Madeline Taylor, CiTR’s programming manager, has been involved in student radio for fiveish years now, three of which have been here at CiTR. When I sat down to talk to her, I could tell she knows a lot about radio. As programming manager, she has to know about everything that’s going on air. But she wasn’t always the radio expert that she is now. She was new to it once, too.

“There are so many people that you meet really quickly. A lot of them are older than you or have a lot more experience. You might not know who to go to with certain questions or you might not feel comfortable asking any questions,” expresses Madeline. “It feels like you should know things, even though there’s no reason why you would know how to be a radio producer.”

That’s where 120 BPM comes in. 120 BPM is a two-hour block of airtime that runs every week from Monday to Thursday, between 3-5pm at CiTR. It’s a block of time that’s open to any new programmers who want to get involved. Madeline pushed 120 BPM forward in an effort to get more new programmers started in a comfortable, low pressure environment. “BPM” stands for “Beginners Playing Music,” a fitting name for a space to try something new, play some good tunes and be okay with messing up and moving on.


Illustration by Hayley Schmidt for Discorder Magazine

You don’t have to be a DJ, have the perfect radio voice or feel the pressure of pitching a show idea. Maybe you’ve never even thought about doing radio before or aren’t sure where to start with it, but this is a space to do just that — to start. Alec Christensen, student executive of programming at CiTR and host of the radio show FLASHBACK, is also involved in running 120 BPM. To Alec, the two-hour block has the potential to be a kind of daily music show, run by the station as a whole rather than any individual programmer. He hopes that by mid January of 2019, there will be new programmers involved in 120 BPM everyday during its airtime. “The beauty of it, is that you’re going to have people here, like me and Madeline. It’s not like you’re doing your own show where you’re thrown into it,” Alec remarks. “there’s more of a support system.”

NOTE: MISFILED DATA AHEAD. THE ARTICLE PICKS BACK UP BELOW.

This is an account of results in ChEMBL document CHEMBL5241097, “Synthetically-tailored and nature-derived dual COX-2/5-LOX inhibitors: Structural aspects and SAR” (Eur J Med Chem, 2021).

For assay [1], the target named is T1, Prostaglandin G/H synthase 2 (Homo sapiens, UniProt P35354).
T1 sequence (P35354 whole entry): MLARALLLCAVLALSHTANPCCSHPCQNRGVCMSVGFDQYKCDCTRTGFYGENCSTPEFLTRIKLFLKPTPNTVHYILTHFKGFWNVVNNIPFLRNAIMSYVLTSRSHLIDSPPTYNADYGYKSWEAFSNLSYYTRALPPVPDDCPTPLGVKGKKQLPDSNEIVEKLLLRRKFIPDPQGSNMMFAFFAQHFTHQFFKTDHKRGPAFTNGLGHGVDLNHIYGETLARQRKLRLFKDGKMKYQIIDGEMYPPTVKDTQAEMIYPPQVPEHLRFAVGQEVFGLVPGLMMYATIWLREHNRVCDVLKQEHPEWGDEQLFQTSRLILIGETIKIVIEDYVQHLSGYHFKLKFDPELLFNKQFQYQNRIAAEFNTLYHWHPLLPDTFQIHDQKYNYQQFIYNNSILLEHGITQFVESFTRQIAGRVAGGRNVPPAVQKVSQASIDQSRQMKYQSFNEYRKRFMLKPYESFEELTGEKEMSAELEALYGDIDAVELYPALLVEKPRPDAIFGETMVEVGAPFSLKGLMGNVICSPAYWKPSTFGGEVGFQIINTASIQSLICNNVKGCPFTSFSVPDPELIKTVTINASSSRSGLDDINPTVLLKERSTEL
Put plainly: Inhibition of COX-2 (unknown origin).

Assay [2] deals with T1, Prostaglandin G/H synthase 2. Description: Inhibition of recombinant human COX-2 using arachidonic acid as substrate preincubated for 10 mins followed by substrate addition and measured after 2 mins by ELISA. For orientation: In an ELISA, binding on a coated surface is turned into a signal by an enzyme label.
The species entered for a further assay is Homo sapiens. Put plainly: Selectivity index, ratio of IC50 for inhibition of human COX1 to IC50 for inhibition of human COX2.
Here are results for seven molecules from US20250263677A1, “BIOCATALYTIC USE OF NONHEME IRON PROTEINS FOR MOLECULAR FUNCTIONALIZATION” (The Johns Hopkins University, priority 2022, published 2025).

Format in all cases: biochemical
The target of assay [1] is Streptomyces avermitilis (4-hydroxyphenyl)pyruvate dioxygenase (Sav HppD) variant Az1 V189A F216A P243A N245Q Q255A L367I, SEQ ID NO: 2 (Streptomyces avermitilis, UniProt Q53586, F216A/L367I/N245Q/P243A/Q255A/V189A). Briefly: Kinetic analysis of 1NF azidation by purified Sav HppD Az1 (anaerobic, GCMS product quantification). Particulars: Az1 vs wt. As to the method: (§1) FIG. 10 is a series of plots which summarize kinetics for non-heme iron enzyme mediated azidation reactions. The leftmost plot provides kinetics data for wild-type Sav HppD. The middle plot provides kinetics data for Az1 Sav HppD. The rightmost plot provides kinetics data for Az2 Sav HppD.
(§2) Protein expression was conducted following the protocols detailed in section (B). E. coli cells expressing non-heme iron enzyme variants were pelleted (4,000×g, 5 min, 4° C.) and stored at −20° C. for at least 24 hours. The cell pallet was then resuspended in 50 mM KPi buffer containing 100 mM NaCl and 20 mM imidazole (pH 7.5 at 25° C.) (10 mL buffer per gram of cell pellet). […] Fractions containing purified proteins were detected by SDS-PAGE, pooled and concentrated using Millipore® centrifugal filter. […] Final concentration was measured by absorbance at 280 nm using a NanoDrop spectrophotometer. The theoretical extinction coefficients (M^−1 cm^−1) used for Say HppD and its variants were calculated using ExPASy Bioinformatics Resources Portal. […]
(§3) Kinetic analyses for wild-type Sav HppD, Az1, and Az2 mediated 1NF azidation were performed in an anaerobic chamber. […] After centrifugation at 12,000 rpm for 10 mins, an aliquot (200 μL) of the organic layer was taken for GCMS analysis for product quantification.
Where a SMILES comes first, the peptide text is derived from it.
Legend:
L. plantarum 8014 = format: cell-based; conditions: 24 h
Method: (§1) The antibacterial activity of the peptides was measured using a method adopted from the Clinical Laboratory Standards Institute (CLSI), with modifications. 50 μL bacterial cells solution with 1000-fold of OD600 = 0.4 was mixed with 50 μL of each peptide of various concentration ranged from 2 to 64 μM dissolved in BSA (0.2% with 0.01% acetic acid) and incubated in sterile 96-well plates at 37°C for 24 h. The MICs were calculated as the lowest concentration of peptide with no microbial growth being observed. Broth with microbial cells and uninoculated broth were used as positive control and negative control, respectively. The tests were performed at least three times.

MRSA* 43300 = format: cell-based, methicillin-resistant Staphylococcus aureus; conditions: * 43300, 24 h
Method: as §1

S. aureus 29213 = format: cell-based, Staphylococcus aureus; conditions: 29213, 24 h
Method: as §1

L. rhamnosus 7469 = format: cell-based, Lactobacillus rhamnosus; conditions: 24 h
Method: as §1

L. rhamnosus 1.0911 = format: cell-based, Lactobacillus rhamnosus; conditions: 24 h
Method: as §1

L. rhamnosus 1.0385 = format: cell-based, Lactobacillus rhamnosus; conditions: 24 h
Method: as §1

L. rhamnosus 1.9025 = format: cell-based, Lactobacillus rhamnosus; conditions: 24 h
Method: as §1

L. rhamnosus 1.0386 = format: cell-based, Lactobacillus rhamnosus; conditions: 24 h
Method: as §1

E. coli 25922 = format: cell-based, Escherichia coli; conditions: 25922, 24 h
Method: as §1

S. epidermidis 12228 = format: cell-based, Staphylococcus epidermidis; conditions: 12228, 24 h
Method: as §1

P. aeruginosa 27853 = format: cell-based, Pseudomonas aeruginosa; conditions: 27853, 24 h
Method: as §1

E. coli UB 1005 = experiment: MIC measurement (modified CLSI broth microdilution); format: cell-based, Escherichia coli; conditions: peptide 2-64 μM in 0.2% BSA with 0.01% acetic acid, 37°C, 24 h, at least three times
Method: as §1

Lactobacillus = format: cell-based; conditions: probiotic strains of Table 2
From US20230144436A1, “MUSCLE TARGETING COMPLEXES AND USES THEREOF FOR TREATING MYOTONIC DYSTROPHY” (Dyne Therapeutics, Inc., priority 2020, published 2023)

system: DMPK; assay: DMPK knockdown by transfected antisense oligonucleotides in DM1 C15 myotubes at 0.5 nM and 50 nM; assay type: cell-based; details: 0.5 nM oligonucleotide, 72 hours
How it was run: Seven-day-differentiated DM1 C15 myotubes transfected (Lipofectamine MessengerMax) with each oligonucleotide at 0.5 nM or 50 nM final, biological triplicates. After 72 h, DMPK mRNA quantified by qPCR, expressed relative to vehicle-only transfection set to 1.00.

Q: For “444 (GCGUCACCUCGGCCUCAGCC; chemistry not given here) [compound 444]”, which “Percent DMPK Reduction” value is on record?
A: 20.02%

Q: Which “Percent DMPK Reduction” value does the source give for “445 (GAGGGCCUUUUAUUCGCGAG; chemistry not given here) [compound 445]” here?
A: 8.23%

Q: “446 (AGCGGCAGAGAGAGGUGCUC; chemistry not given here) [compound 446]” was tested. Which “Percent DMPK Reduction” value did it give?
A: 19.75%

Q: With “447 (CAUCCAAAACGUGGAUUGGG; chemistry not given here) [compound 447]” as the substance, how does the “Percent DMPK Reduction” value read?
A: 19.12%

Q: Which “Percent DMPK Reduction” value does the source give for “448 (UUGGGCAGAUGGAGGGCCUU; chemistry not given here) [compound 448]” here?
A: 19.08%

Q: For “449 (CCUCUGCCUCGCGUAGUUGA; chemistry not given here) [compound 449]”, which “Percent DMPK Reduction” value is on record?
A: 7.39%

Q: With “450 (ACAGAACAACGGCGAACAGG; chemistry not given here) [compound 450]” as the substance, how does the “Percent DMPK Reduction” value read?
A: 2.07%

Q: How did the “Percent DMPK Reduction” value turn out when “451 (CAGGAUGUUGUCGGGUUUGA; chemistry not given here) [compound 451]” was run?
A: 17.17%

Trying new things can be scary. Trying new things on air can be even scarier. As someone pretty new to CiTR and still learning the ropes of running a show I get it. I’m still not sure exactly how to turn things on and I’m always a little sweaty before every show. It took me a while to even get to the point of stepping into the station. I’d walk by CiTR, trying to force myself to sign up for training, but I’d get nervous every time. It can be intimidating and challenging in ways that make you feel vulnerable, but even meeting one person can make it that much easier. It can feel like everyone knows each other already and understands how to do everything, but really, we all gotta start somewhere.

So, if you’ve been waiting for a sign, this is it. 120 BPM is a program that invites you to try something new. Even though maybe it’ll be a little terrifying, there are people who’ve got your back. “We’re here to be here, to teach people and give people space to make mistakes, so the intention with this is to give people even a slightly easier way of getting involved” shares Madeline, “we’re trying to make it as low barrier as possible […] we’re trying to figure out ways to get people engaged in a way that works for them.”

Although Madeline and Alec both have some experience under their belts, they both know what it’s like to be new to radio. Honestly, I thought that everyone would be similar at CiTR and I was afraid I wouldn’t fit into it. I’ve realized, though, that everyone is so different and that’s what actually makes it all the more welcoming.